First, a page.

“Call Me Jeff”


On Sunday, we surprised Jeff and Sandy Lethco with a banquet after morning services to celebrate their 15 years at North Side.  We shared testimonies, gave 15 gifts, and thanked God for their influence in our lives.

I spoke to many who were excited about this time, but who got very emotional during the service.  They had the intention of coming to celebrate these two and then became overwhelmed with emotion thinking of how God has used the Lethcos in their individual lives and in the life of our church over the 15 years.  As people stood and gave tribute to them, it was incredible to see those who have been reborn, marriages that have been saved, and lives that have been restored as God has used the Lethcos here in Greenwood.

I reflected back to the time when they came to North Side.  I was entering my senior year of high school and had planned to go into the ministry.  Excited to meet this big shot pastor moving to a growing church, I remembered talking with Dr. Lethco and getting to know him.  Within moments, he instructed me to call him “Jeff.”

I walked away from that conversation thinking I was somebody.  I’m on the in with the new pastor.  Only to find out he was asking everyone to call him “Jeff.”  He came as our pastor, and yet he wanted to be our friend.

Within the first few months, he asked if he could take me to some colleges and help find a spot for me to go.  It was due to his influence that I went to North Greenville University where my life was completely changed.  Once again, I thought maybe I was getting special treatment only to realize that he was taking time and doing special things for so many.

In a time when so many shepherds are distant from their flock, I have a pastor who understands the necessity of being around sheep.  He is approachable.  He is transparent.  He is involved.  Half of Greenwood has his cell phone number (and uses it).  He has an open door policy.  Not only does he counsel numerous folks in our church, but he counsels many people outside of church or from another church (because those people feel ashamed to talk to their pastor or are unable to meet with their pastor).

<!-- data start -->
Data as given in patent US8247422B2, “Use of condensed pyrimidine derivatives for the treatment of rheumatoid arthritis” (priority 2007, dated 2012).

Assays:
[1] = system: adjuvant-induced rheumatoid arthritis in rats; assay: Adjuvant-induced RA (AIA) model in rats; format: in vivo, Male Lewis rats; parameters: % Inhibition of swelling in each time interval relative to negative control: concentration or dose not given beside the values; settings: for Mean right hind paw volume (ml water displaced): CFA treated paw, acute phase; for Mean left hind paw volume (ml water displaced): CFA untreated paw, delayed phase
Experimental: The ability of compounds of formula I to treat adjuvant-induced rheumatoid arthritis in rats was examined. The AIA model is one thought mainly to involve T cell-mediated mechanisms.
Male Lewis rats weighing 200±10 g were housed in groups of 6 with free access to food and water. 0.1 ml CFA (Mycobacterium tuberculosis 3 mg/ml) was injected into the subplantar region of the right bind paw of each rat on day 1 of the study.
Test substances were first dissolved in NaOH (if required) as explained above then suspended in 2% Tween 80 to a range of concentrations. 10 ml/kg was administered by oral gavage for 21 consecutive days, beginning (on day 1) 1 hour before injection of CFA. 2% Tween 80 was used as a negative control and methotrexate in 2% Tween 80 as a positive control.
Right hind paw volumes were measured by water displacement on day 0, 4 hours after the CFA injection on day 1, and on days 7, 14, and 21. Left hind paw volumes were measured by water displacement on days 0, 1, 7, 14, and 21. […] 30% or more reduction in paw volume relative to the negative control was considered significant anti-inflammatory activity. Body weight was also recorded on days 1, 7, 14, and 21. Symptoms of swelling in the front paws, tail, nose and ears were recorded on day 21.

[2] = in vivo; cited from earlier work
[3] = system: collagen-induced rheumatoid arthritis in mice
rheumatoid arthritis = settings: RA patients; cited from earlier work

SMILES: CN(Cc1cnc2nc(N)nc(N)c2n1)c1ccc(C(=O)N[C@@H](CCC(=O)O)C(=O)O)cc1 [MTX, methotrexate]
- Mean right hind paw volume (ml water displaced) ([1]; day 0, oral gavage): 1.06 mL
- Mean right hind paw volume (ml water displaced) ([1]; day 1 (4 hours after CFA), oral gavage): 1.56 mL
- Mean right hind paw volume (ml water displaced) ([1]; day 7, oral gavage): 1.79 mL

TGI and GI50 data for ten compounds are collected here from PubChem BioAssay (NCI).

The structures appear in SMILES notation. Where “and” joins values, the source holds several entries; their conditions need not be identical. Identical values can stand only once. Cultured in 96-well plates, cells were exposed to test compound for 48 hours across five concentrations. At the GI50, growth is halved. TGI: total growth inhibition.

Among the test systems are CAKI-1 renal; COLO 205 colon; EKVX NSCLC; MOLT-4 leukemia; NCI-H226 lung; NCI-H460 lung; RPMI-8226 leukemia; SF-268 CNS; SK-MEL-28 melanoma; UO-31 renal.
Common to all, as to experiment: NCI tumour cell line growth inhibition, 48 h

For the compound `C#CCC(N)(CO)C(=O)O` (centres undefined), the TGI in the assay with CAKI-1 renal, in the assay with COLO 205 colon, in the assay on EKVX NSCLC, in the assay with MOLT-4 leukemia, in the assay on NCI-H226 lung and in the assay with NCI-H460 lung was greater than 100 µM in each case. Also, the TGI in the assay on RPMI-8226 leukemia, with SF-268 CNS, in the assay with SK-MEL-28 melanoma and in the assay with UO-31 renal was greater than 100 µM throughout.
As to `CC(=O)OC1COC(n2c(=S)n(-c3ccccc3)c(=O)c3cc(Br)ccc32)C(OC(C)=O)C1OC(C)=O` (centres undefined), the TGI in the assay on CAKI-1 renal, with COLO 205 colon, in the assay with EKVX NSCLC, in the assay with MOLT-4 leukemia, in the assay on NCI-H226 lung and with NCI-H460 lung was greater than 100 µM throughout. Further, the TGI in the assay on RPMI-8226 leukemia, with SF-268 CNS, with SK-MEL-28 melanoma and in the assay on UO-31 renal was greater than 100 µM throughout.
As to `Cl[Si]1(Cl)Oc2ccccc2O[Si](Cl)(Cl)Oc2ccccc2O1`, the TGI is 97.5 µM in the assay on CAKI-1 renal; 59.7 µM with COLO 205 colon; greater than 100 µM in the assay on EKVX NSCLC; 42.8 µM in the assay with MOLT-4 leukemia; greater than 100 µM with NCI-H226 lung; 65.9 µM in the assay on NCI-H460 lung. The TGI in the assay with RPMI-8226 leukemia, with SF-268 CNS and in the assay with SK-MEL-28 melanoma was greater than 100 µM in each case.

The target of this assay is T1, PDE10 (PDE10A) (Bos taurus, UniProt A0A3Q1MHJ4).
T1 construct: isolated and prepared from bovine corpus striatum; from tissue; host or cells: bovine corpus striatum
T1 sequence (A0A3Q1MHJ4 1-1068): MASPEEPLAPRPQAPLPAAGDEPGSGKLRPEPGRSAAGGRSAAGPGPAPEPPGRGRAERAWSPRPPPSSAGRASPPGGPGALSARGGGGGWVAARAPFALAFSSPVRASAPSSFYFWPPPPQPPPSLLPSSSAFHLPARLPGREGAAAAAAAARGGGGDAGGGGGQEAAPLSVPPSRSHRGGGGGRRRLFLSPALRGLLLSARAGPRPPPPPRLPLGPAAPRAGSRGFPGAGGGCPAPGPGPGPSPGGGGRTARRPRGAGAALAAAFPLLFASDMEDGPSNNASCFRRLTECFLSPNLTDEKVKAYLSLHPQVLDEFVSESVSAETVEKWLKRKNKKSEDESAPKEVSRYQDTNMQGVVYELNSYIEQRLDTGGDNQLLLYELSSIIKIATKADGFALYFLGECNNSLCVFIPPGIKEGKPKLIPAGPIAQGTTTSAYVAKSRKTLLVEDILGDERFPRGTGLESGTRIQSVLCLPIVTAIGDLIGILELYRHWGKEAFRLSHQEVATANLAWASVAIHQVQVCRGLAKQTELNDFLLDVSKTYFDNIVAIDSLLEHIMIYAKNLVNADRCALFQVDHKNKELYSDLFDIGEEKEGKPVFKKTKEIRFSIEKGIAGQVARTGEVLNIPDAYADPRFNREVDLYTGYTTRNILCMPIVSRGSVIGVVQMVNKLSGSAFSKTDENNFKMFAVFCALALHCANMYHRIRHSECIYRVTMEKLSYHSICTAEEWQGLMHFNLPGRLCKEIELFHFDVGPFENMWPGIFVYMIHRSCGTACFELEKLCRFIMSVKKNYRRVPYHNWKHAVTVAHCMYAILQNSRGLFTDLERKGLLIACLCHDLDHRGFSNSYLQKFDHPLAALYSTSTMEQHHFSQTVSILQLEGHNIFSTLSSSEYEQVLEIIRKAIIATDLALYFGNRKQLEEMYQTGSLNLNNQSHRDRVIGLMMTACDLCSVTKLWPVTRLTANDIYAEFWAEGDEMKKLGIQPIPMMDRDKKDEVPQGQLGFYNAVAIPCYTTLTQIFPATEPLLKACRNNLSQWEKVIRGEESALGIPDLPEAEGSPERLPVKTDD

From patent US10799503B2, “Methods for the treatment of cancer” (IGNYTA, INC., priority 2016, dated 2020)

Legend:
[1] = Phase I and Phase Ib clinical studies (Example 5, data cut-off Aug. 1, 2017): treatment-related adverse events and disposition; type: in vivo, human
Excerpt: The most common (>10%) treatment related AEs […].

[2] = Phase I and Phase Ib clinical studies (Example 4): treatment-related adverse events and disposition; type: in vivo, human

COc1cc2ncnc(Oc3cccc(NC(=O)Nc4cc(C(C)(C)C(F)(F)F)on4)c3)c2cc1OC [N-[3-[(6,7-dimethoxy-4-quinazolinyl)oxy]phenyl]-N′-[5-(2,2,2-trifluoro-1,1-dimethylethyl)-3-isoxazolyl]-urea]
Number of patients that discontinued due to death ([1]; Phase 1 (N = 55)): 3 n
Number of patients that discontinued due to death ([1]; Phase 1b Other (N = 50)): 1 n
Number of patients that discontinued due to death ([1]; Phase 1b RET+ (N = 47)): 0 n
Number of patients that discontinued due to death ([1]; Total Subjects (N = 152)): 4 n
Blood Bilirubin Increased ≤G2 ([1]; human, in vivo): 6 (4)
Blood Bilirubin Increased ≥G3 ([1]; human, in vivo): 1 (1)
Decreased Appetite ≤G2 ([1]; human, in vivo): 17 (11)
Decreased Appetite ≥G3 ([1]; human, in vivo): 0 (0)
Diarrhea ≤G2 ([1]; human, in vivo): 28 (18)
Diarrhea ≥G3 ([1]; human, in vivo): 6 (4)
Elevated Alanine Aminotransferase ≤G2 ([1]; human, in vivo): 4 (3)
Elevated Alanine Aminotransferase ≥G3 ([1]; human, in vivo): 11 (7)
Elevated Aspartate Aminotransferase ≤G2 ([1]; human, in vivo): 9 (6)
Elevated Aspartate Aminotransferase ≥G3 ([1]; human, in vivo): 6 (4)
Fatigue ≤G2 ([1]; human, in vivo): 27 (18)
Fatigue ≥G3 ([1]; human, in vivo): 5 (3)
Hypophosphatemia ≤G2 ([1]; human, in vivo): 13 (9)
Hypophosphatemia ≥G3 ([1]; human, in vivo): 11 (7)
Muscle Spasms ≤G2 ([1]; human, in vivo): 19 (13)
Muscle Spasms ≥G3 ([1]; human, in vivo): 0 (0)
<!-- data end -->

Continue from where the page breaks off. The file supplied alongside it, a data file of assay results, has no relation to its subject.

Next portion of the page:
While many will say he’s the greatest preacher they’ve heard, I have to add that he is the most available preacher I’ve ever seen.  While the church has grown dramatically over the last 15 years, his availability has changed.  He is actually more approachable and more available than before.

When I think of my pastor and friend, I usually drift to Acts 20.  In this passage, Paul is getting ready to leave a group of people he has discipled for years.  In his closing dialogue, he highlights some beautiful descriptions of pastoral ministry:

“You yourselves know, from the first day that I set foot in Asia, how I was with you the whole time, 19 serving the Lord with all humility and with tears and with trials which came upon me through the plots of the Jews; 20 how I did not shrink from declaring to you anything that was profitable, and teaching you publicly and from house to house, 21 solemnly testifying to both Jews and Greeks of repentance toward God and faith in our Lord Jesus Christ. 22 And now, behold, bound by the Spirit, I am on my way to Jerusalem, not knowing what will happen to me there, 23 except that the Holy Spirit solemnly testifies to me in every city, saying that bonds and afflictions await me. 24 But I do not consider my life of any account as dear to myself, so that I may finish my course and the ministry which I received from the Lord Jesus, to testify solemnly of the gospel of the grace of God.”  -Acts 20:18-24

Paul lays it out there in the opening lines.  Paul was with them “the whole time.”  For a pastor to have significant impact, it is of utmost importance for him to be in the lives of the people.  I know that seems simple, but it is often tragically neglected!

Look at verse 20.  Did you catch where Paul taught?  He taught them publicly, and he taught them from house to house!  Yes, pulpit ministry is vital, but relational ministry is just as vital.  My most powerful moments being discipled by Jeff has been in the conversations along the way and not from a message he delivered on a stage.  You can’t neglect the sermon.  You can’t neglect the pulpit.  But you also can’t neglect the people.

I love that Dr. Lethco is really “Jeff.”  I love watching him not consider his life as dear to himself.  I adore the fact that he is committed to finishing his course and the ministry which he received from the Lord Jesus.  He is dedicated to testifying solemnly to the gospel of the grace of God.  And for that, I am grateful.